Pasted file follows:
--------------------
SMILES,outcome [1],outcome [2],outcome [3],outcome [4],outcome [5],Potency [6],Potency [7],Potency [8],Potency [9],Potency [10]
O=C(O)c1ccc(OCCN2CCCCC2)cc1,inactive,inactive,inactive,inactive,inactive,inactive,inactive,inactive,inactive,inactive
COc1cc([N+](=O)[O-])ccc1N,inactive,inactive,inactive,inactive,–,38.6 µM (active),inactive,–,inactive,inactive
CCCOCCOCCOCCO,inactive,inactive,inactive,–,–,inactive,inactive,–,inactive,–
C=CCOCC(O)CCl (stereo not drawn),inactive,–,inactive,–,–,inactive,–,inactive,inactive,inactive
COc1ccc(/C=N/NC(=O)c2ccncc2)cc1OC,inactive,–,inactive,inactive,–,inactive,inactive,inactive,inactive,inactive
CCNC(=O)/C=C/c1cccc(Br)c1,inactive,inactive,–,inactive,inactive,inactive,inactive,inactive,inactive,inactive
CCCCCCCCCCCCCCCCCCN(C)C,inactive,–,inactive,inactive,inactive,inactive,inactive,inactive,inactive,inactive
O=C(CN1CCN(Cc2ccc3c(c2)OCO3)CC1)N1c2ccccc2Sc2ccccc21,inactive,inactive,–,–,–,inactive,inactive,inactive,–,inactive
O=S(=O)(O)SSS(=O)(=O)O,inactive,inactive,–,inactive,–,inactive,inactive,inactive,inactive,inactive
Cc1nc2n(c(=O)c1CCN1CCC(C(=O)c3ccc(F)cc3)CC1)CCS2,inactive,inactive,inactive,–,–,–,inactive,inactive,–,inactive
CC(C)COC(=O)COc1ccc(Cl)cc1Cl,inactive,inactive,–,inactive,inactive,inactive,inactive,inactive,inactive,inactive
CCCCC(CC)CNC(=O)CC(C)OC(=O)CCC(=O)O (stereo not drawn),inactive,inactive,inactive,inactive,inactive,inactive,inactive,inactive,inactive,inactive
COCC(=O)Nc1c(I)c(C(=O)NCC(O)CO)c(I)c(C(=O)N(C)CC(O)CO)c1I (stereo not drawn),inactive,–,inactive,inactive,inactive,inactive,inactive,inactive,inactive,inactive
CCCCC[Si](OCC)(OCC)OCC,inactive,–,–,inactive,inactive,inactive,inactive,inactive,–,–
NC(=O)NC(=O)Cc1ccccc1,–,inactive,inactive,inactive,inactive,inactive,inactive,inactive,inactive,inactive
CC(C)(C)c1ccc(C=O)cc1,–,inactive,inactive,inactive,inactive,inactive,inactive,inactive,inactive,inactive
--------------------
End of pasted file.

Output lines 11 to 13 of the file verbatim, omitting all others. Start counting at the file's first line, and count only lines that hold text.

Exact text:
Cc1nc2n(c(=O)c1CCN1CCC(C(=O)c3ccc(F)cc3)CC1)CCS2,inactive,inactive,inactive,–,–,–,inactive,inactive,–,inactive
CC(C)COC(=O)COc1ccc(Cl)cc1Cl,inactive,inactive,–,inactive,inactive,inactive,inactive,inactive,inactive,inactive
CCCCC(CC)CNC(=O)CC(C)OC(=O)CCC(=O)O (stereo not drawn),inactive,inactive,inactive,inactive,inactive,inactive,inactive,inactive,inactive,inactive